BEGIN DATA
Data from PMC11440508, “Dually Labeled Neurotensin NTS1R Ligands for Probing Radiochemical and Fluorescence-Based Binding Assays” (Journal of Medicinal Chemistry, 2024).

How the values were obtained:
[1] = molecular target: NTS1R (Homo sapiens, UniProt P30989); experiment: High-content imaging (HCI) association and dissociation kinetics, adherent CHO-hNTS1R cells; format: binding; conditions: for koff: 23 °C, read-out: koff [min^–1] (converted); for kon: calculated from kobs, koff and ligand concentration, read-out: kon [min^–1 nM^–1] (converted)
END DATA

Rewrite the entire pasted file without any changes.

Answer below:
Data from PMC11440508, “Dually Labeled Neurotensin NTS1R Ligands for Probing Radiochemical and Fluorescence-Based Binding Assays” (Journal of Medicinal Chemistry, 2024).

How the values were obtained:
[1] = molecular target: NTS1R (Homo sapiens, UniProt P30989); experiment: High-content imaging (HCI) association and dissociation kinetics, adherent CHO-hNTS1R cells; format: binding; conditions: for koff: 23 °C, read-out: koff [min^–1] (converted); for kon: calculated from kobs, koff and ligand concentration, read-out: kon [min^–1 nM^–1] (converted)